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Small, fast and easy-to-use JSON library for Scala.
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README.md

Zeison

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Small, fast and easy-to-use JSON library for Scala.

Motivation

Oh why? Why must JSON parsing be so challenging in Scala? First you must download tons of dependencies, then remember to use right package imports (for implicit conversions) and/or implicit formats. C'mon! JSON has only six valid data types (+ null). It's not rocket science.

Zeison tries to simplify the JSON parsing, management and rendering so that you don't need to know any implicit values or conversions. Under the hood, it uses jawn for parsing so it is fast too.

Zeison is extremely lightweight - binaries (including jawn-parser) require under 150KB of space.

Usage

To use Zeison in you project, add the following line to your build.sbt

libraryDependencies += "org.tsers.zeison" %% "zeison" % "0.8.0"

All methods and types are inside object org.tsers.zeison.Zeison so in order to use them in your code, you must add the following import

import org.tsers.zeison.Zeison
// or if you want to use methods without "Zeison." prefix
import org.tsers.zeison.Zeison._

API

Zeison API is designed to be extremely simple so that all its features can be demonstrated with one hundred LOC.

Parsing

// parse: (String) => JValue
// parse: (InputStream) => JValue
val data = Zeison.parse("""
                        | {
                        |   "messages": ["tsers", "TSERS"],
                        |   "meta": {
                        |     "numKeys": 2,
                        |     "active": true,
                        |     "score": 0.6
                        |   },
                        |   "response": null
                        | }""".stripMargin)

JSON operations

// type checking
// .isInt .isStr .isBool .isDouble .isArray .isObject .isNull .isDefined
assert(data.meta.numKeys.isInt == true)

// value extraction
assert(data.meta.numKeys.toInt == 2)
assert(data.meta.active.toBool == true)
assert(data.meta.score.toDouble == 0.6)
assert(data.meta.toMap.get("numKeys").map(_.toInt) == Some(2)) // .toMap => Map[String, JValue]
assert(data.messages.toSeq.head.toStr == "tsers")              // .toSeq => Seq[JValue]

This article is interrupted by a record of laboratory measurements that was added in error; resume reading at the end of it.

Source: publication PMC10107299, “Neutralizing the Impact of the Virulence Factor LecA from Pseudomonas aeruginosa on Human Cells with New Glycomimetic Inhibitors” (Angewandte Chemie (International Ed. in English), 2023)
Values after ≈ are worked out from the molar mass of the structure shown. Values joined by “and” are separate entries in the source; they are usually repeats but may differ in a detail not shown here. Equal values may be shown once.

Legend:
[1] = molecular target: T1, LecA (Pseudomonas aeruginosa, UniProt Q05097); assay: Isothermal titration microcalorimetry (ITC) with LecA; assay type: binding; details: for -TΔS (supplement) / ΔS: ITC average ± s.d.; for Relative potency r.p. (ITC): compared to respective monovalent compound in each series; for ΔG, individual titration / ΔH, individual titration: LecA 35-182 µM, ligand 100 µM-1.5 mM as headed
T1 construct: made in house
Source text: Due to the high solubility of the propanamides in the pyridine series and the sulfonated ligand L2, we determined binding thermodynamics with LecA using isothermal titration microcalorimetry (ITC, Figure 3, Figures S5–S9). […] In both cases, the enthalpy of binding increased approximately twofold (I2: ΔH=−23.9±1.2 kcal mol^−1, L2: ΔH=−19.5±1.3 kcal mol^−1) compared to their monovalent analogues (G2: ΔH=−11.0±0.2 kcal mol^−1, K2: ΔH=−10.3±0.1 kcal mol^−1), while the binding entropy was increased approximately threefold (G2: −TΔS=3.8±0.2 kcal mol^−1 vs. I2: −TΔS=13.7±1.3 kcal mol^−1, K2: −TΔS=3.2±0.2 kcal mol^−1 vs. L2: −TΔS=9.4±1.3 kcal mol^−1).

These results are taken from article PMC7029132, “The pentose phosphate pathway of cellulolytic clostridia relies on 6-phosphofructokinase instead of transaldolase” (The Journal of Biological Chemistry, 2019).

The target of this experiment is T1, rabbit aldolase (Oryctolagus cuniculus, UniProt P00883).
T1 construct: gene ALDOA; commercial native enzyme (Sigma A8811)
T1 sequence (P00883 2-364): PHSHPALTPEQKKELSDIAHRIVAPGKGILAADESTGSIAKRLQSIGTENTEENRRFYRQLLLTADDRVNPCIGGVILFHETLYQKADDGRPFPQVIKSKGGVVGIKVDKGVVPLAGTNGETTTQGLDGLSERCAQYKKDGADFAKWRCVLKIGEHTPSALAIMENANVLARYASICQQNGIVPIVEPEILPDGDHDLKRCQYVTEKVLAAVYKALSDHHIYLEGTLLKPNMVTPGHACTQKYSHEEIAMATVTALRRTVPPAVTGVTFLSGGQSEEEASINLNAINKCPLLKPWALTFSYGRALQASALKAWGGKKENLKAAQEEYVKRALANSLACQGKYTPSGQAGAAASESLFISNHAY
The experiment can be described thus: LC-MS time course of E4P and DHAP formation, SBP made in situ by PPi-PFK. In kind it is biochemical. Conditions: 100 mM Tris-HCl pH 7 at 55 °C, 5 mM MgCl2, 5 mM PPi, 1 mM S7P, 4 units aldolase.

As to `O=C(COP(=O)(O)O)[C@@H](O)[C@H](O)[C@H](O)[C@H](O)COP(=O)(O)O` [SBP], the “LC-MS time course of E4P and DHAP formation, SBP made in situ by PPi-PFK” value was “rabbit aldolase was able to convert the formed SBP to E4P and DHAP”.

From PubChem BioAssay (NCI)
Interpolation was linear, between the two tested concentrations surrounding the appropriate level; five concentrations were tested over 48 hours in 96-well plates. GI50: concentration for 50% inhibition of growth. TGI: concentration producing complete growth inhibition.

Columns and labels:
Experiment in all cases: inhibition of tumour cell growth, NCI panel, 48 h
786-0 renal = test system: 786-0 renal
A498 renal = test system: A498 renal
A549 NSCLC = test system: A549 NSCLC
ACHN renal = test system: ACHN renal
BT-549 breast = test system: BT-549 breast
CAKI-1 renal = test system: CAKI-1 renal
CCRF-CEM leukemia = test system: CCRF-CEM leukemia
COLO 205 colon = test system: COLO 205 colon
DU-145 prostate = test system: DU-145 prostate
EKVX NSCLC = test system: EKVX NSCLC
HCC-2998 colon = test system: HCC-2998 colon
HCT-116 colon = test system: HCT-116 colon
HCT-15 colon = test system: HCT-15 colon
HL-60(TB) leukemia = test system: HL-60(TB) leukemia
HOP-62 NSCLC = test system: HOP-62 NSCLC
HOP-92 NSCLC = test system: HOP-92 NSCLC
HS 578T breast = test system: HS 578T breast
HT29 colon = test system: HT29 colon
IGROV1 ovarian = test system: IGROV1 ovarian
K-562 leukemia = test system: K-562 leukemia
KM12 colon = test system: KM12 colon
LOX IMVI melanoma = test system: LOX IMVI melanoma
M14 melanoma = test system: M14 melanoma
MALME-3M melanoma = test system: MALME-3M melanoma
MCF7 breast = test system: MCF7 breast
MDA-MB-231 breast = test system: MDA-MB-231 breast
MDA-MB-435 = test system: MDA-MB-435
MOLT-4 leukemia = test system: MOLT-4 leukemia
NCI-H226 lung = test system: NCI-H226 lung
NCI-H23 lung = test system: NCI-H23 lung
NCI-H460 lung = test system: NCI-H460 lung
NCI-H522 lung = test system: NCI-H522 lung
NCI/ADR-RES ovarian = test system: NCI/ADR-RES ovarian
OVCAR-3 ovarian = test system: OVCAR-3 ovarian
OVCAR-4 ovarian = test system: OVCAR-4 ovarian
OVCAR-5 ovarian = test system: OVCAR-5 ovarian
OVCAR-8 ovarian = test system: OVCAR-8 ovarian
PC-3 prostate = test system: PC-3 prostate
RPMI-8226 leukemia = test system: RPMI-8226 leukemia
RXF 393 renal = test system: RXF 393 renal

// object/array traversal
assert(data("meta")("numKeys") == data.meta.numKeys)
assert(data.messages(0).toStr == "tsers")

// iterable behaviour (=> Iterable[JValue])
assert(data.messages.map(_.toStr).toSet == Set("tsers", "TSERS"))
assert(data.meta.toSet == Set(data.meta)) // all objects and primitives are handled as single value iterable
assert(data.response.toSet == Set.empty)  // all null values and undefined values are handled as empty iterable

// undefined values and optional extraction
assert(data.meta.numKeys.isDefined == true)
assert(data.non_existing.isDefined == false)
assert(data.messages(-1).isDefined == false)
assert(data.messages(10).isDefined == false)
assert(data.meta.numKeys.toOption.map(_.toInt) == Some(2))  // .toOption => Option[JValue]
assert(data.non_existing.toOption == None)
assert(data.response.toOption == None)

// runtime errors
assert(Try(data.messages.toInt).isSuccess == false)         // bad type cast
assert(Try(data.non_existing.toInt).isSuccess == false)     // undefined has no value
assert(Try(data.non_existing.sub_field).isSuccess == false) // undefined has no member x

// JSON creation
// ATTENTION: Zeison is NOT an object mapper!
// Only JSON primitive values, Scala Iterables/Maps and Zeison's JValue types are
// accepted - other types cause runtime exception
val obj = Zeison.toJson(Map(
  "msg"    -> "tsers!",
  "meta"   -> data.meta,
  "primes" -> Seq(1,2,3,5)
))
// or shortcuts for objects and arrays
val justObj = Zeison.toJObject("foo" -> "bar", "tsers" -> 1)
val justArr = Zeison.toJArray(1, 2, 3, "tsers", obj)

// immutable field adding
// .copy(..) works for JSON objects - other types cause runtime exception
val metaWithNewFields = obj.meta.copy("foo" -> "bar", "lol" -> "bal")
assert(metaWithNewFields != obj.meta)
assert(metaWithNewFields.foo.toStr == "bar")
assert(metaWithNewFields.numKeys.toInt == 2)

// immutable field modification
val modifiedScore = obj.meta.copy("score" -> "tsers")
assert(modifiedScore.score.toStr == "tsers")
assert(modifiedScore.numKeys.toInt == 2)

// immutable field removal
val removedScore = obj.meta.copy("score" -> Zeison.JUndefined)
assert(removedScore.score.isDefined == false)
assert(removedScore.numKeys.isDefined == true)

// object merging (shallow!)
val merged = Zeison.toJson(obj.toMap ++ data.toMap)
assert(merged.primes.isDefined)
assert(merged.messages.isDefined)

Rendering

Zeison.render(obj)
Zeison.renderPretty(obj)

Custom types

Some libraries (for example Casbah) enable non-standard JSON types. To support these libraries, Zeison provides a way to define simple custom data types that can be built, extracted and rendered from JSON objects.

def toISO8601(date: Date) = {
  val sdf = new SimpleDateFormat("yyyy-MM-dd'T'HH:mm:ssz") { setTimeZone(TimeZone.getTimeZone("UTC")) }
  sdf.format(date).replaceAll("UTC$", "+00:00")
}
case class JDate(value: Date) extends Zeison.JCustom {
  override def valueAsJson: String = "\"" + toISO8601(value) + "\""
}

val now    = new Date()
val custom = Zeison.toJson(Map("createdAt" -> JDate(now)))

assert(Zeison.render(custom) == s"""{"createdAt":"${toISO8601(now)}"}""")
assert(custom.createdAt.is[Date])
assert(custom.createdAt.to[Date] == now)

License

MIT

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